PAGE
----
Views: 895, Replies: 12 » Jump to the end
Dec 19, 2013 1:18 PM CST
|When growing these outside of their native habitat, is it best to start our own plants from seed or are transplants started elsewhere and grown to shipping size a good bet? Does it make a difference either way?|
Dec 19, 2013 2:18 PM CST
|The biggest factors are your budget and level of interest. Suppliers of alpine plants will have taken pains to grow their plants in the required soil conditions, so you won't find the problems people see with, for example, regular perennials grown in extremely peaty, hydophobic mixes that dry out and prevent root growth into the surrounding soil. I'd suggest purchasing some of the easier alpines as a start. |
On the other hand, if you are reasonably proficient at seed-starting (and patient), you may want to start there. Instead of buying one or two of a limited number of species, if you start seeds yourself, you can end up with a few seedlings each of a larger number of species, allowing more experimentation in planting. (However, if you are not experienced at seed-starting, I don't recommend jumping into it whole hog - failure and frustration turn most people off pretty quickly! Buy plants, like I said! ) I grow most of my plants from seed (and this is pretty common among alpine gardeners) simply to sample the range of species not available from even the alpine plant specialist vendors.
Dec 19, 2013 3:19 PM CST
|Thanks, Lori. |
I'm getting pretty good results with winter sowing seeds, so I'm going to try some of both, I think. Just a few transplants though since I need to see when exactly they're shipped and how they'll handle the transition. From what I've read so far, it's been suggested that the best (maybe only?) time to plant out would be in early spring. We go from frozen to hot very quickly, so timing might be critical. I just don't know as yet.
I usually like to set out regular perennial transplants in the early fall here, when there seems to be more of the "just right" settling-in weather, but I'm not sure if it would be a good time for these types of plants.
Dec 19, 2013 5:29 PM CST
|Generally speaking, it's a good idea to use a very permeable and lean soil mix (i.e. large proportion of sand and grit, compared to humus or compost, if any) for your rock garden/alpine seed starting. |
The alpine plant specialists I've ordered from (Beaver Creek, Wrightman's) only ship in spring, so that should work.
Edit: Correction - Beaver Creek does not only ship in spring.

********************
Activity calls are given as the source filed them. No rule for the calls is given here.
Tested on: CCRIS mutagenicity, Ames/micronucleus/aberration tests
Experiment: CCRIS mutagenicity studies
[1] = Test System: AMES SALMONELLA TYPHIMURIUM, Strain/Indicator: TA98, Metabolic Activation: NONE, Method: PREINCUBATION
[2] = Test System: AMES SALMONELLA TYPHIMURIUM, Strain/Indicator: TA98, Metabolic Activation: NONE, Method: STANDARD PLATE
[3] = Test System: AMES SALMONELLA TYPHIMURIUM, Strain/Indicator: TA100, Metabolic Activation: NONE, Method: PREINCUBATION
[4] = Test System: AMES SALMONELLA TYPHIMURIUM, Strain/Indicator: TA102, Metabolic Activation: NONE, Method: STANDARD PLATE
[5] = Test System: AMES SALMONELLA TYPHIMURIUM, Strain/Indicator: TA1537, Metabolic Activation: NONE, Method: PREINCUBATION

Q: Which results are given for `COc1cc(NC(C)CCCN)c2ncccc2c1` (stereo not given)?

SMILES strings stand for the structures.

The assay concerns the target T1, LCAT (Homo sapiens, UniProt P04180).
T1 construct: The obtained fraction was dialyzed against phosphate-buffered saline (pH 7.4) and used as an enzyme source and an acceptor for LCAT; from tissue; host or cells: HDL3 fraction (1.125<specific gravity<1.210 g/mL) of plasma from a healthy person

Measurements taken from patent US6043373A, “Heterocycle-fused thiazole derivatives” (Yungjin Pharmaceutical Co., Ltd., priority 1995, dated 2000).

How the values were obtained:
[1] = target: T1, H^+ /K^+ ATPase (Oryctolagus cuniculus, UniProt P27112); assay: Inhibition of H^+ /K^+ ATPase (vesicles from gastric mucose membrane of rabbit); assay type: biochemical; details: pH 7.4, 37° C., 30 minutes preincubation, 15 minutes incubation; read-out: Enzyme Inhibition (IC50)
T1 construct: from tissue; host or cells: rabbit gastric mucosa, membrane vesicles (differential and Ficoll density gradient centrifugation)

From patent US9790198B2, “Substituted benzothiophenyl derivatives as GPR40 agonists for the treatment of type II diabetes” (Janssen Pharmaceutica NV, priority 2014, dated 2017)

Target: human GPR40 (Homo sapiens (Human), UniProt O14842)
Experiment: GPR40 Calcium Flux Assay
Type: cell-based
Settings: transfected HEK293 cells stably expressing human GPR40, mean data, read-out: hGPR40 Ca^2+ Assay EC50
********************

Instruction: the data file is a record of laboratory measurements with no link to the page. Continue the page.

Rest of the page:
Dec 19, 2013 6:25 PM CST
|Wonderful. Beaver Creek is one of the nurseries I hope to order from. I haven't browsed through Wrightman's lists yet.|
Dec 19, 2013 9:03 PM CST
|You guys may already know all about it, but if you DO wnat to start a few things from seed, Alplains is totally awesome. I haven't bought from them for myself, but I did once for a friend. |
Amazing selection of alpine wildflower seeds!
In 2011, Alan received the Marcel Le Piniec award (North American Rock Garden Society). That award was for "enriching and extending the range of plant material available to American rock gardeners."
Just because it ISN'T complicated doesn't mean I can't MAKE it complicated!
Weather Links ~ Sunset Zones ~ Degree Days ~~ National Gardening Association
Kitazawa Seeds ~ Tainong Seeds ~~ ATP Member Map ~~ My Blogs ~~ Coop Extension Finder
Seriously Hot Peppers ~~ Seed Library Resources ~~ Piggy Swap Chat #11
Dec 19, 2013 9:12 PM CST
|Correction: Shipping from Beaver Creek is not limited to spring.|
Yes, Alplains is a superb source for seeds of North American alpines and others.
I've been ordering seeds from the various Czech seed collectors -fabulous selections - as well as from NARGS and SRGC (Scottish Rock Garden Society) and Alplains.
Here's some info from an excellent source of info - the North American Rock Garden Society (NARGS): https://www.nargs.org/forum/se...
Dec 20, 2013 5:53 AM CST
|Thanks for the links and information, Rick, Lori. I confess that I have a tough time navigating the nargs site most of the time. If I could figure it out and get comfortable with it, I'd probably join up.|
Dec 20, 2013 8:44 AM CST
|When I lived in the US, I used to mail order rock garden plants from Arrowhead Alpines in Fowlerville, Michegan. I loved their printed catalog, which was full of interesting information. Now they have a website, www.arrowheadalpines.com, that looks equally fascinating.|
Dec 20, 2013 9:34 AM CST
| I've been perusing that site quite thoroughly. |
I have seeds due to arrive shortly; I'm getting so excited about this project! Heh-heh, one (at least) of the plants I ordered seed for is considered very difficult. I'll need a lot of advice and a ton of luck for that teeny-tiny plant!
Dec 20, 2013 8:24 PM CST
|I've ordered from Arrowhead Alpines and Alplains several times, and have always been pleased. Like Lori, I am an active member of the North American Rock Garden Society (NARGS) and the Scottish Rock Garden Club (SRGC). I tend to be more of a seed sower. Alpine seeds can be easy or difficult, depending on the species, and you'll thank yourself again and again (and again) if you keep good detailed records to look back on.|
Dec 20, 2013 8:46 PM CST
|... and there are lots of seed-starting records that you may find useful for seed germination and growing tips over at the NARGS site. |
Here are some links to start you off (there's much more):
Dec 21, 2013 1:23 PM CST
|I had an opportunity this summer to shop at the actual nursery this summer at Arrowhead Alpines. Contact me privately if you would like to know my experience|